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101 Ways to Get Out of Debt and on the Road to Wealth!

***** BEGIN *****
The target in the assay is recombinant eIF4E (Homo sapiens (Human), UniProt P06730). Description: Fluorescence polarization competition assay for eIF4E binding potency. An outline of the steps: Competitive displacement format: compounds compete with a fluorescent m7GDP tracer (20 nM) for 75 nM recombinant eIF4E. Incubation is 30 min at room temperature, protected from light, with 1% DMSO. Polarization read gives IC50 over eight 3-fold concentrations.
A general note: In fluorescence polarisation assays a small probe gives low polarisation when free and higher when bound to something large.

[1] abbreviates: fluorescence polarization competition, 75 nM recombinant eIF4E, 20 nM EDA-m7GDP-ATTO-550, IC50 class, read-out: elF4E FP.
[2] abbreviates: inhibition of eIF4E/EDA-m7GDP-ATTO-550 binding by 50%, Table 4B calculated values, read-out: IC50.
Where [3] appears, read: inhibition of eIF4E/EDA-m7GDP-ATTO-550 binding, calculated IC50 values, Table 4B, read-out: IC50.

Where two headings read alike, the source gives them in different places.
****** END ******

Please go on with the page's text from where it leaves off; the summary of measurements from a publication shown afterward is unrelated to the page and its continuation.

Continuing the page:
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About the author xi Part I: the household debt explosion 1 Part II: first things first 11 1 Work out how far in the red you are 13 2 Compare debts with income 14 3 Work out your total loan repayment bill 16 4 Get the facts on all your loans 17 5 Check your interest rates 19 6 Add up all those extra fees and charges 20 7 Sort your debts 21 8 Prioritise your debts 24 9 Check your credit rating 26 10 Make a calendar and set targets 27 101 Ways to Get Out of Debt and On the Road to Wealth Part III: mortgages 29 11 Do the numbers 31 12 Increase your mortgage repayments 34 13 Make one-off extra payments 37 14 Use pay rises to increase your loan repayments 41 15 Shorten the life of the loan 43 16 Use your income patterns to pay off sooner 45 17 Pay fortnightly instead of monthly 47 18 Shop around for a lower rate 48 19 Keep repayments flat when rates fall 51 20 Don t keep switching loans 53 21 When refinancing, stick with your existing lender if you can 55 22 Always choose principal-and-interest loans over interest-only loans 56 23 Stick with floating mortgages 58 24 Avoid redraw mortgages 60 25 Be careful of offset accounts 62 26 Don t use line-of-credit mortgages 64 27 Beware the honeymoon rate nightmare 66 28 Don t capitalise loans 68 29 Upgrade your subprime loan 71 30 Consolidate debt at your peril! 72 31 Don t pay for features you don t need 75 32 Take into account all fees 77 33 All fees are negotiable 79 34 Don t count on your partner s income to borrow more 80 35 Mortgage brokers spot the double take 82 36 Check that you are getting the correct rate changes 84 37 Let a tenant pay the mortgage 85 38 Consider long-term house-sitting 86 39 Plan a mortgage-burning party in advance 88 40 Pay off the mortgage before investing 89 41 Don t bank on your superannuation fund to pay off the mortgage 93 42 Let grown-up kids pay part of your mortgage 94 43 Consider mortgage contributions instead of presents 95 44 Downsize smaller house, smaller mortgage 96 45 Trade up houses, but trade down debt 98 46 Try the payout two-step 101 47 Avoid complex mortgage-reduction schemes 102 48 If you have to sell, stay in control 103 Part IV: credit cards 105 49 Find out how much you spend on credit cards 107 50 Choose the right card for your needs 108 51 Avoid credit card surfing 108 52 Never use cash advances 109 53 Cut up your store cards 110 54 Never pay just the minimum amount 111 55 Keep payments flat 113 56 Use direct debits 114 57 Check every item on statements 115 58 Once you ve paid it off, cut it up 116 59 Consider changing to charge cards 117 60 If you have a charge card, don t take up the credit option 118 61 Reduce your credit limits 119 62 Do leave home without it! 120 Part V: car loans, personal loans, boat loans and store loans 123 63 Renegotiate, don t refinance 125 64 Always pay a cash deposit 126 65 Never buy new 128 66 Don t self-insure 130 67 Don t use store loans 131 68 If you fall into arrears, tell your lender as soon as possible 132 69 Get the credit bureau to limit more lending 134 70 Celebrate each win 135 Part VI: investment loans 137 71 Use principal-and-interest loans for investment properties 139 72 Avoid fixed-rate loans for rental properties 140 73 Avoid lines of credit for investment properties 141 74 Use your tax refund 142 75 Don t use deposit bonds 143 76 Don t borrow for the holiday house 145 77 Borrow in the same currency as your income 146 78 Beware the margin on share loans 149 79 Use dividends to pay off the principal on share loans 151 Part VII: small business debts 153 80 Get your personal finances sorted before starting a business 155 81 Keep business finances separate 156 82 Use your business plan 156 83 Don t make capital purchases using the overdraft 157 84 Don t extend your lease term too long 158 85 Avoid high lease residuals 160 86 When buying a business, do your research 161 87 Don t borrow to buy a franchise 163 88 Be careful of line-of-credit mortgages for business 164 89 Use supplier terms and customer terms sensibly 165 90 Sell your debtors 167 91 Maximise depreciation 168 92 Never pay full price for business equipment 170 93 Business succession to reduce debt 171 Part VIII: avoiding and minimising debt 173 94 Maintain an emergency cash fund 175 95 Use separate accounts for savings goals 176 96 No deposit, no mortgage 177 97 Renters, get a 10 to 15 per cent discount on your first home 179 98 Don t borrow to put money into superannuation 181 99 Avoid tax-based schemes 182 100 Be careful if guaranteeing other people s debts 183 101 Beware the lender who says you can afford a loan 185 Part IX: the final pay-off 189 Part X: useful resources 191 Index 195